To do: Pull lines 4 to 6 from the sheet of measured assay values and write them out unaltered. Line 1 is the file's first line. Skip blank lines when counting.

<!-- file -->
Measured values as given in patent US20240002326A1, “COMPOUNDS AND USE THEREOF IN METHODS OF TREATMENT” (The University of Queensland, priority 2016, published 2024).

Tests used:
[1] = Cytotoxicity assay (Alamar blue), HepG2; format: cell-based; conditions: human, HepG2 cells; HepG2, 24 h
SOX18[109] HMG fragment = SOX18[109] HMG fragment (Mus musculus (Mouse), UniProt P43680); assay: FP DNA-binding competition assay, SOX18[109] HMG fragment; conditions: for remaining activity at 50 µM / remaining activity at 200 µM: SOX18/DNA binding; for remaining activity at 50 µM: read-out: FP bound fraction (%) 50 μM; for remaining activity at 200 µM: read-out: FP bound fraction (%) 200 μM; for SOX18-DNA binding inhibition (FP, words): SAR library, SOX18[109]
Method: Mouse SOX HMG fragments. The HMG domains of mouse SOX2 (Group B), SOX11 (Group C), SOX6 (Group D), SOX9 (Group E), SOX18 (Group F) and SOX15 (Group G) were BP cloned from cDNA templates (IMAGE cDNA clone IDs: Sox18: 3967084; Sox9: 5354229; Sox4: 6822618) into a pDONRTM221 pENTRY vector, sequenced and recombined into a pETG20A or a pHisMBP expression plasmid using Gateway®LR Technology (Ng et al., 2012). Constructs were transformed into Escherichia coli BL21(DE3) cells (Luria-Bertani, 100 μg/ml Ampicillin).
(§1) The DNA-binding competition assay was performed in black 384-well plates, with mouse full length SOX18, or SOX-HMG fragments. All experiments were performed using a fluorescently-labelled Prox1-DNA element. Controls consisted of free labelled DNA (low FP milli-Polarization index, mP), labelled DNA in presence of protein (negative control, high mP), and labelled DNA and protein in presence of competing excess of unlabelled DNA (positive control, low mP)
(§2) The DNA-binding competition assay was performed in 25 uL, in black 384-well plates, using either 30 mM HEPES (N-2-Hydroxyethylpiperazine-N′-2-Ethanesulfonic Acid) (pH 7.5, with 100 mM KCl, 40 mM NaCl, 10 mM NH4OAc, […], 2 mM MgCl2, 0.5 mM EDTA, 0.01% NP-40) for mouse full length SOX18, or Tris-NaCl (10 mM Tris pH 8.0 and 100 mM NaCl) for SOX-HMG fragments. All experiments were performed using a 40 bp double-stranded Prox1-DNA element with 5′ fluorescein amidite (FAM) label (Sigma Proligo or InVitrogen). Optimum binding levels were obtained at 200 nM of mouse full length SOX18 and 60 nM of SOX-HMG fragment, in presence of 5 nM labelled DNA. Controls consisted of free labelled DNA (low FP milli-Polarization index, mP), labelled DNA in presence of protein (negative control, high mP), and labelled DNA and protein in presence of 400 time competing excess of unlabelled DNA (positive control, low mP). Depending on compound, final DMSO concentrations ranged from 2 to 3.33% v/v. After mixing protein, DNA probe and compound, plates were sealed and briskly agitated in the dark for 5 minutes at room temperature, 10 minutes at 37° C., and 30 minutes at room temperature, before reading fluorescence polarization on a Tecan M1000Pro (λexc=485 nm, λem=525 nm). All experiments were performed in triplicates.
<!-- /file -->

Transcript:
SOX18[109] HMG fragment = SOX18[109] HMG fragment (Mus musculus (Mouse), UniProt P43680); assay: FP DNA-binding competition assay, SOX18[109] HMG fragment; conditions: for remaining activity at 50 µM / remaining activity at 200 µM: SOX18/DNA binding; for remaining activity at 50 µM: read-out: FP bound fraction (%) 50 μM; for remaining activity at 200 µM: read-out: FP bound fraction (%) 200 μM; for SOX18-DNA binding inhibition (FP, words): SAR library, SOX18[109]
Method: Mouse SOX HMG fragments. The HMG domains of mouse SOX2 (Group B), SOX11 (Group C), SOX6 (Group D), SOX9 (Group E), SOX18 (Group F) and SOX15 (Group G) were BP cloned from cDNA templates (IMAGE cDNA clone IDs: Sox18: 3967084; Sox9: 5354229; Sox4: 6822618) into a pDONRTM221 pENTRY vector, sequenced and recombined into a pETG20A or a pHisMBP expression plasmid using Gateway®LR Technology (Ng et al., 2012). Constructs were transformed into Escherichia coli BL21(DE3) cells (Luria-Bertani, 100 μg/ml Ampicillin).
(§1) The DNA-binding competition assay was performed in black 384-well plates, with mouse full length SOX18, or SOX-HMG fragments. All experiments were performed using a fluorescently-labelled Prox1-DNA element. Controls consisted of free labelled DNA (low FP milli-Polarization index, mP), labelled DNA in presence of protein (negative control, high mP), and labelled DNA and protein in presence of competing excess of unlabelled DNA (positive control, low mP)